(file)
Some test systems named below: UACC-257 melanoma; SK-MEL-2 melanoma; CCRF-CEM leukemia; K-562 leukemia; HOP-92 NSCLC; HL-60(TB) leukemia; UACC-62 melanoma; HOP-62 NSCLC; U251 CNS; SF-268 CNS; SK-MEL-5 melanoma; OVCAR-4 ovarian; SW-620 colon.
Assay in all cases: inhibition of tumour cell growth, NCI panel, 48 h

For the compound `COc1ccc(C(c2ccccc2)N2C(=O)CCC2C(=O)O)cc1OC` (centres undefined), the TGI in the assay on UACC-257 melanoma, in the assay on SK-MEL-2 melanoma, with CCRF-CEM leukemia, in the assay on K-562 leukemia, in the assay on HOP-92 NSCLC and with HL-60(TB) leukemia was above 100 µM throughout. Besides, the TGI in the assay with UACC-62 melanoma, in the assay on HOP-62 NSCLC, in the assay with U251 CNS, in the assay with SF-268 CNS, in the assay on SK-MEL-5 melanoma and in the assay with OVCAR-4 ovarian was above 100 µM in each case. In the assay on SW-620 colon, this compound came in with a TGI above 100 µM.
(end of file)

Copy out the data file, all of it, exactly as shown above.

Some test systems named below: UACC-257 melanoma; SK-MEL-2 melanoma; CCRF-CEM leukemia; K-562 leukemia; HOP-92 NSCLC; HL-60(TB) leukemia; UACC-62 melanoma; HOP-62 NSCLC; U251 CNS; SF-268 CNS; SK-MEL-5 melanoma; OVCAR-4 ovarian; SW-620 colon.
Assay in all cases: inhibition of tumour cell growth, NCI panel, 48 h

For the compound `COc1ccc(C(c2ccccc2)N2C(=O)CCC2C(=O)O)cc1OC` (centres undefined), the TGI in the assay on UACC-257 melanoma, in the assay on SK-MEL-2 melanoma, with CCRF-CEM leukemia, in the assay on K-562 leukemia, in the assay on HOP-92 NSCLC and with HL-60(TB) leukemia was above 100 µM throughout. Besides, the TGI in the assay with UACC-62 melanoma, in the assay on HOP-62 NSCLC, in the assay with U251 CNS, in the assay with SF-268 CNS, in the assay on SK-MEL-5 melanoma and in the assay with OVCAR-4 ovarian was above 100 µM in each case. In the assay on SW-620 colon, this compound came in with a TGI above 100 µM.